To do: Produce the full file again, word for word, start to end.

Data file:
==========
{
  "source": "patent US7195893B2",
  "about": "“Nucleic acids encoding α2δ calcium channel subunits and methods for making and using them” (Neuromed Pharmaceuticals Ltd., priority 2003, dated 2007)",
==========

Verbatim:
{
  "source": "patent US7195893B2",
  "about": "“Nucleic acids encoding α2δ calcium channel subunits and methods for making and using them” (Neuromed Pharmaceuticals Ltd., priority 2003, dated 2007)",